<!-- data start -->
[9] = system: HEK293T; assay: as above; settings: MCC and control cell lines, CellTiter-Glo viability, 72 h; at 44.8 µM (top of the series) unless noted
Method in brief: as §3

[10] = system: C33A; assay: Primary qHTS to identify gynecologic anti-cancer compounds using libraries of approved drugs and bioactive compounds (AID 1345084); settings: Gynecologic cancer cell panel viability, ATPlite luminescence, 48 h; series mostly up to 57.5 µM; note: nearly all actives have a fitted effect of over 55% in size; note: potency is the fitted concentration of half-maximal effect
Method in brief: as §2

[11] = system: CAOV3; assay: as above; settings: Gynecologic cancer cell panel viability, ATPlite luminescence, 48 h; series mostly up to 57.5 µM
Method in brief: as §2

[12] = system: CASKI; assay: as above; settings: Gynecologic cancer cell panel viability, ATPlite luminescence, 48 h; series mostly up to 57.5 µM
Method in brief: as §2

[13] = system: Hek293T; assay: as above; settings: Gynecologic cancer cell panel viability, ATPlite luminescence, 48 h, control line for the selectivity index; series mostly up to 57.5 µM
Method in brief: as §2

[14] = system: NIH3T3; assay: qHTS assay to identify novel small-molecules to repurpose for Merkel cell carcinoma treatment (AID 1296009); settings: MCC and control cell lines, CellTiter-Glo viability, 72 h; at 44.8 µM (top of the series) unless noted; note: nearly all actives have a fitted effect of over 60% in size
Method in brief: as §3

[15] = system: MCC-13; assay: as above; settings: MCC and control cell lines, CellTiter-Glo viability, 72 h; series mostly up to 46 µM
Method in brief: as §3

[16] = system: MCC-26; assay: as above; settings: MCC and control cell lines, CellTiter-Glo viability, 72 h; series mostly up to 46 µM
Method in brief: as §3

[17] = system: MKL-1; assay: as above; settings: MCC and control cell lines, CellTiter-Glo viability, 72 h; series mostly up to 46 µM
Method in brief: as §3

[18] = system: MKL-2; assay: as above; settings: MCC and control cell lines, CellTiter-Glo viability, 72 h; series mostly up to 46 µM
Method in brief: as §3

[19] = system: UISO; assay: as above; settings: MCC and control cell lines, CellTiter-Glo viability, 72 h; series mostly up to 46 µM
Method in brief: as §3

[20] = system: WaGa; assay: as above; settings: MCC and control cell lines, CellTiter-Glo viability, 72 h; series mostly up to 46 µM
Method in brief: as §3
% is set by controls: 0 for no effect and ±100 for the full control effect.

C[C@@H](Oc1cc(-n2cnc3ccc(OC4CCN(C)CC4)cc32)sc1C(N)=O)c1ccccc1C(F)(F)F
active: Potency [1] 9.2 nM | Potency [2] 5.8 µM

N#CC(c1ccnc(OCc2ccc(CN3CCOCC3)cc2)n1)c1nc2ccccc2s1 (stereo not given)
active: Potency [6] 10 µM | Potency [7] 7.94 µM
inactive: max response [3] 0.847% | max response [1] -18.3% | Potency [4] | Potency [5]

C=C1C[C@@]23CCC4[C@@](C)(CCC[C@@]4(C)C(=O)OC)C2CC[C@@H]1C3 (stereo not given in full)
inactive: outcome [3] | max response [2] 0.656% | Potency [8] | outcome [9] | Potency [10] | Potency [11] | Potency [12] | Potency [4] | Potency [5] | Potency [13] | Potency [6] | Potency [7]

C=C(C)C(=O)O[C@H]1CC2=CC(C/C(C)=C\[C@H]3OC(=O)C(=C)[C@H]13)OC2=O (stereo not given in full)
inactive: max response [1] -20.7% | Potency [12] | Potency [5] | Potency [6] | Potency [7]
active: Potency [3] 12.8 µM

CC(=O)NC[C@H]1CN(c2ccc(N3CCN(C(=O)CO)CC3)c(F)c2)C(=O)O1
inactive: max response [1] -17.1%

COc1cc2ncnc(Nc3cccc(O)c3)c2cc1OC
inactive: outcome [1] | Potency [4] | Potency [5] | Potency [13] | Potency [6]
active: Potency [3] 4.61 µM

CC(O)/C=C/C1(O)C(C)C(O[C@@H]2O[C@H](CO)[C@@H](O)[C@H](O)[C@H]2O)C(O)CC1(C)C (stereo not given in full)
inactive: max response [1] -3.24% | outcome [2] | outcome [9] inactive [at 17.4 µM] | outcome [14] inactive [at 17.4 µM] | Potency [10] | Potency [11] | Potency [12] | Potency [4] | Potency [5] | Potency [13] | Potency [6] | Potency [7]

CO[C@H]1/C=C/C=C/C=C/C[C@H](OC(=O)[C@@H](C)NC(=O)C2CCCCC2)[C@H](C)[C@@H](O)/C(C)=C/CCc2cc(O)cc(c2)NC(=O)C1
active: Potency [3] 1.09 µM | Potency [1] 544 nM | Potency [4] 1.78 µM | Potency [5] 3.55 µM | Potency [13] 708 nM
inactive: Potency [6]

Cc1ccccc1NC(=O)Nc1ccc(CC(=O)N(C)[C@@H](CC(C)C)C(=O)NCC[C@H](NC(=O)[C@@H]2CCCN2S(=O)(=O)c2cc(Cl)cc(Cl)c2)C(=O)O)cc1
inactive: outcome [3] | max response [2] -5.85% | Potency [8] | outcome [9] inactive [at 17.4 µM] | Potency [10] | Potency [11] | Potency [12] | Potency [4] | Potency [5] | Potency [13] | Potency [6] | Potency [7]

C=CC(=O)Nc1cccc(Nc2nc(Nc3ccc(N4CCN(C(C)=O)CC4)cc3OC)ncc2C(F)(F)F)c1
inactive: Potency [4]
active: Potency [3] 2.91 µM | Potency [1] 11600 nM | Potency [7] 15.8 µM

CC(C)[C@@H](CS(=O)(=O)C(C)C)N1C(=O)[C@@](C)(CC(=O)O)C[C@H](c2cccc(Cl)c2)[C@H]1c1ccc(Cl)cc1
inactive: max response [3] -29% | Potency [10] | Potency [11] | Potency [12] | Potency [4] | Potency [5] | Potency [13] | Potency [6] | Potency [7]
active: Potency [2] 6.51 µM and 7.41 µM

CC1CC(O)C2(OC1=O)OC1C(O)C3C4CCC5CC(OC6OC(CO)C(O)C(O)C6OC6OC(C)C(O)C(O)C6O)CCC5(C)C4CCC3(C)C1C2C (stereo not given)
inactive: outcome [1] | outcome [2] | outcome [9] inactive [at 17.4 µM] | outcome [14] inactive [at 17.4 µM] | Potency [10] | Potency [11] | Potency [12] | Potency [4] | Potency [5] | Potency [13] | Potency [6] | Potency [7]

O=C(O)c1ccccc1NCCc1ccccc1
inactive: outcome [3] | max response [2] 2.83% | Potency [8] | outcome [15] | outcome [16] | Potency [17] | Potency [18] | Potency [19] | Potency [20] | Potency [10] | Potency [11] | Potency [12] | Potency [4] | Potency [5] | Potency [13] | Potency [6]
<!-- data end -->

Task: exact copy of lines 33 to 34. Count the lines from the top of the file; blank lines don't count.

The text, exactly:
C=C(C)C(=O)O[C@H]1CC2=CC(C/C(C)=C\[C@H]3OC(=O)C(=C)[C@H]13)OC2=O (stereo not given in full)
inactive: max response [1] -20.7% | Potency [12] | Potency [5] | Potency [6] | Potency [7]